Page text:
Talking about health with family can be a difficult subject. No one wants to hear that they are anything less than 100% healthy, so it can be frustrating and near impossible to talk about it with older parents.

It can also be difficult or disheartening to talk about your own health with your family members—it’s common to feel embarrassed or nervous about discussing personal subjects like your health with anyone.

However, the holidays may be a perfect time to have these tough conversations, if you can do it in a constructive way. Here are some tips for keeping health talks positive and effective.

If you need to talk to family about their health…

It can be scary for older people to discuss their health, especially with their children, but there are several ways to have a constructive discussion:

  • Keep it private: It’s critical that you keep conversations about health in private. Wait until there’s a quiet moment where you can pull your family member aside and ask if they are able to talk for five minutes. Even it becomes a longer conversation, the prospect of a short conversation is much less intimidating.
  • Come prepared: If you suspect your parent is having specific health problems, bring them information. You don’t need to throw tons of pamphlets at them but let them know you’re invested in helping them with whatever is going on. It can be extremely difficult for older people to navigate health treatment, especially if your family member is not comfortable with the internet. Make it clear you are there to help in any way you can.
  • Respect their boundaries: If your family member is not receptive to the conversation, let it go for the time being. Forcing  the issue will not be helpful, and that could lead to resistance. Table the discussion for the time being and bring it up another, quieter time—the holidays might be too busy and stressful for many people to talk about health issues.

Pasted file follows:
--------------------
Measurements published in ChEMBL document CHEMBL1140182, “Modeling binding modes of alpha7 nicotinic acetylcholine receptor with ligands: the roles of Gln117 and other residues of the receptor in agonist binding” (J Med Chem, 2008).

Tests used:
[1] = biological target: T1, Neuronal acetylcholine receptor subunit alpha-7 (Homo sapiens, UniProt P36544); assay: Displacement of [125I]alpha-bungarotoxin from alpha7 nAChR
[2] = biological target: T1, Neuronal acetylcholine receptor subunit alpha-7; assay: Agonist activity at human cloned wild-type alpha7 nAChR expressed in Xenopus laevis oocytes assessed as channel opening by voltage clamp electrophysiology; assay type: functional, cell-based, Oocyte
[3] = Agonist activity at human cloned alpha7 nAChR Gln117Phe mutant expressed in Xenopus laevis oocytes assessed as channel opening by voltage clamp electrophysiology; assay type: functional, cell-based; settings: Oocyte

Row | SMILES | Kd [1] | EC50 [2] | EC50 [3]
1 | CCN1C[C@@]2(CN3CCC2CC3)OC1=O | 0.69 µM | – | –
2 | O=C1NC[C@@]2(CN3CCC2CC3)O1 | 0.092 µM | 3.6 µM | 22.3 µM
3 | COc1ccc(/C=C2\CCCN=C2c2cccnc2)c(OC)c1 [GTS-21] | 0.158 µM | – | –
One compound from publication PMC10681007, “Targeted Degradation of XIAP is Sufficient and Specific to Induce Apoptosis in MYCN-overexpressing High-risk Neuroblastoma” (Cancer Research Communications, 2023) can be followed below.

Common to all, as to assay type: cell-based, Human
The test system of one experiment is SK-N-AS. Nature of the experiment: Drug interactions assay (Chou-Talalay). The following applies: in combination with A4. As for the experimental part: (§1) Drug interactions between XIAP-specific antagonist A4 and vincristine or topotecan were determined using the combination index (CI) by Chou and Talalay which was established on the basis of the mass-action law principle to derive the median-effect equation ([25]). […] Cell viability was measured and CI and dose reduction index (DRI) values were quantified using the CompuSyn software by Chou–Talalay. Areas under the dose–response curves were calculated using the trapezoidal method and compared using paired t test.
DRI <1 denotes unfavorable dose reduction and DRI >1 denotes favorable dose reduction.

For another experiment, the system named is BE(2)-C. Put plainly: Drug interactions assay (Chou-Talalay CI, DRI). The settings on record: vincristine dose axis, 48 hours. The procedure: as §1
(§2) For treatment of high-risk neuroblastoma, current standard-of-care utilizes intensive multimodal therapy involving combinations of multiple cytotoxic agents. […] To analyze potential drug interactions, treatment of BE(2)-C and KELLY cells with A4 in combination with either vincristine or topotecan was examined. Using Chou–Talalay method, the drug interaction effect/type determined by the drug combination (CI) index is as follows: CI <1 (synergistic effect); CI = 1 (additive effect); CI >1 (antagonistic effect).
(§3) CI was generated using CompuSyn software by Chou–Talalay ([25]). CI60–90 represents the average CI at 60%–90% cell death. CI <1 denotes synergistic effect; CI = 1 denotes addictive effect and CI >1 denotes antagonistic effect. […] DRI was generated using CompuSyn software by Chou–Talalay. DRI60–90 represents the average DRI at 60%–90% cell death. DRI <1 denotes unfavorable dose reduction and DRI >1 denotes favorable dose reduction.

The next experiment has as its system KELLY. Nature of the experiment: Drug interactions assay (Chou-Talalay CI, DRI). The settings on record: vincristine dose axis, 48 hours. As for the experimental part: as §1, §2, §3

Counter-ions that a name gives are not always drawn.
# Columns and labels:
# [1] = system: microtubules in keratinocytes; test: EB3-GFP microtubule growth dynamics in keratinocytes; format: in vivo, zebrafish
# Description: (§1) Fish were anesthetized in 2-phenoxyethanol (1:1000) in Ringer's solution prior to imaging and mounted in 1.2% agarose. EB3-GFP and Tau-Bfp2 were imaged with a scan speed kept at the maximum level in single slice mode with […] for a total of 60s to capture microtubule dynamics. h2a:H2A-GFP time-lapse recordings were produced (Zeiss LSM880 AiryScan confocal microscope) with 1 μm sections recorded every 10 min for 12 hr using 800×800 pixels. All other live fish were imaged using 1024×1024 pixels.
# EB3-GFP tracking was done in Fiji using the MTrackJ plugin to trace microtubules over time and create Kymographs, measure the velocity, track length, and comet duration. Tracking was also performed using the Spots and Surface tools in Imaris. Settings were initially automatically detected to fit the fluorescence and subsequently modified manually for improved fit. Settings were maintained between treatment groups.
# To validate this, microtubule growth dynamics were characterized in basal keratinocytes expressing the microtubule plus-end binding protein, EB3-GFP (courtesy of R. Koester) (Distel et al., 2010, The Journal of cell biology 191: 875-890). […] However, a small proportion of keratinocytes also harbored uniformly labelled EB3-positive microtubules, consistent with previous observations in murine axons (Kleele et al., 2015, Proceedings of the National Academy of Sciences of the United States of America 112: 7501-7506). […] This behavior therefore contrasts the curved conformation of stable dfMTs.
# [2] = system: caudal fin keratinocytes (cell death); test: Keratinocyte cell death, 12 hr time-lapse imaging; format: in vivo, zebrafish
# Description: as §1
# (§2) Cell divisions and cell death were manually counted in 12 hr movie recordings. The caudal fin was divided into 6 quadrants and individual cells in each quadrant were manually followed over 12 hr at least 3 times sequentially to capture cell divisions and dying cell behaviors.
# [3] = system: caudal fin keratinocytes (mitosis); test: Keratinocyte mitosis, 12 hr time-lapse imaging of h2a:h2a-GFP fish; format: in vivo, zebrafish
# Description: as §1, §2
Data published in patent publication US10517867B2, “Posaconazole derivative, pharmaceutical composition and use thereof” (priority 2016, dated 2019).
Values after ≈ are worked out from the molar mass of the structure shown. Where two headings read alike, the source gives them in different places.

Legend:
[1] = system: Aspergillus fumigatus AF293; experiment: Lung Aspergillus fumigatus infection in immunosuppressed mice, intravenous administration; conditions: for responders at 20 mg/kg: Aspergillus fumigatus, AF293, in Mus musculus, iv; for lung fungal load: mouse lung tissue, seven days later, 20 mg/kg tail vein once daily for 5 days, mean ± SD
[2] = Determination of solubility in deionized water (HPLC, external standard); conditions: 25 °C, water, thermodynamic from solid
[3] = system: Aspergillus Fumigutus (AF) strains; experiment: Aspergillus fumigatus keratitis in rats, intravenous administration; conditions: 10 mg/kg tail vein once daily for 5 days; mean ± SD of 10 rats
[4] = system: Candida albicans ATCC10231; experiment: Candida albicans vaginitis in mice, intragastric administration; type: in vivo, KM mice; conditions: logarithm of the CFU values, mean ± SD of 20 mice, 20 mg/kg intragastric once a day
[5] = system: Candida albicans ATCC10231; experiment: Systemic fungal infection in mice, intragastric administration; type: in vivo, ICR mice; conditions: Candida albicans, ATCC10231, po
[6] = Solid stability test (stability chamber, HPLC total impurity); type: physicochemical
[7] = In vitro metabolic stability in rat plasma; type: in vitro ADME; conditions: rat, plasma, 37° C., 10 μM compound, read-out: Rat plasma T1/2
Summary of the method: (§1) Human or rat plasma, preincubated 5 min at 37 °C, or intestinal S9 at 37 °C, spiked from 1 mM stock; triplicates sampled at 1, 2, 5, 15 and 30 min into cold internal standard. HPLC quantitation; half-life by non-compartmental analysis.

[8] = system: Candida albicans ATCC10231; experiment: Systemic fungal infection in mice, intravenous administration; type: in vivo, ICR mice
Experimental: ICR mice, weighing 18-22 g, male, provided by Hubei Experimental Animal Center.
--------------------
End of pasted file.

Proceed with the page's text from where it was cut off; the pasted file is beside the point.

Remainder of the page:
If you need to talk to family about your own health…

It can be nerve-racking. Asking for help from your children can be difficult and might hurt your sense of pride. However, your health is the most important thing and your family wants to help you. Some tips for talking to your family members about your health:

  • Be honest: If you know you have certain health issues, you need to disclose them in full. If you are having trouble hearing, or if you have shortness of breath, or if you notice that a joint has been hurting nonstop for months—your family needs to know all the details. Giving them all the information will make it much easier to find solutions.
  • Don’t be afraid of help: If you have a good relationship with your family, you’ve likely helped them out a lot. Now it’s their turn to help you. Don’t reject offers of help—whether it be financial, or informational, or simply a grandchild offering to give you a ride to the doctor. Everyone wants to see you healthy.
  • Do your research: If you’re comfortable using electronic resources (and if you’re reading this blog, you’re probably a whiz on the internet!), then do some preliminary research that you can bring to your family about your issues or symptoms. Show that you’re invested in learning all you can and keeping yourself updated on your own health.

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